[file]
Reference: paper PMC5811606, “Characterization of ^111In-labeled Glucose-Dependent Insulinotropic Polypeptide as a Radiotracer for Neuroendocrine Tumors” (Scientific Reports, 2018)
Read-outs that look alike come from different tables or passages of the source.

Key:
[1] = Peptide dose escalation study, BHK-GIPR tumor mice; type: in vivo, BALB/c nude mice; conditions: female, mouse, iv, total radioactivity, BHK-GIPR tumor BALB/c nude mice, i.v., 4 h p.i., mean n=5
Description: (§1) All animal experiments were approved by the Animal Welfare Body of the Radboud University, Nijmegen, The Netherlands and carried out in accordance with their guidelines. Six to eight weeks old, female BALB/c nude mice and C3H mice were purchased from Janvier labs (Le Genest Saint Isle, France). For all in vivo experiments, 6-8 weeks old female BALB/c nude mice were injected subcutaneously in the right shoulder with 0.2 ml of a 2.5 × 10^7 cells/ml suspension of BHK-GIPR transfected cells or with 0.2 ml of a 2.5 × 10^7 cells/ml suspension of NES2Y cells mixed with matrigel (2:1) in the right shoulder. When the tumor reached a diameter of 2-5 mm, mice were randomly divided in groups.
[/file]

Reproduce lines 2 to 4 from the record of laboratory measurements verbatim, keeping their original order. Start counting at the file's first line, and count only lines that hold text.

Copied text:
Read-outs that look alike come from different tables or passages of the source.

Key:
[1] = Peptide dose escalation study, BHK-GIPR tumor mice; type: in vivo, BALB/c nude mice; conditions: female, mouse, iv, total radioactivity, BHK-GIPR tumor BALB/c nude mice, i.v., 4 h p.i., mean n=5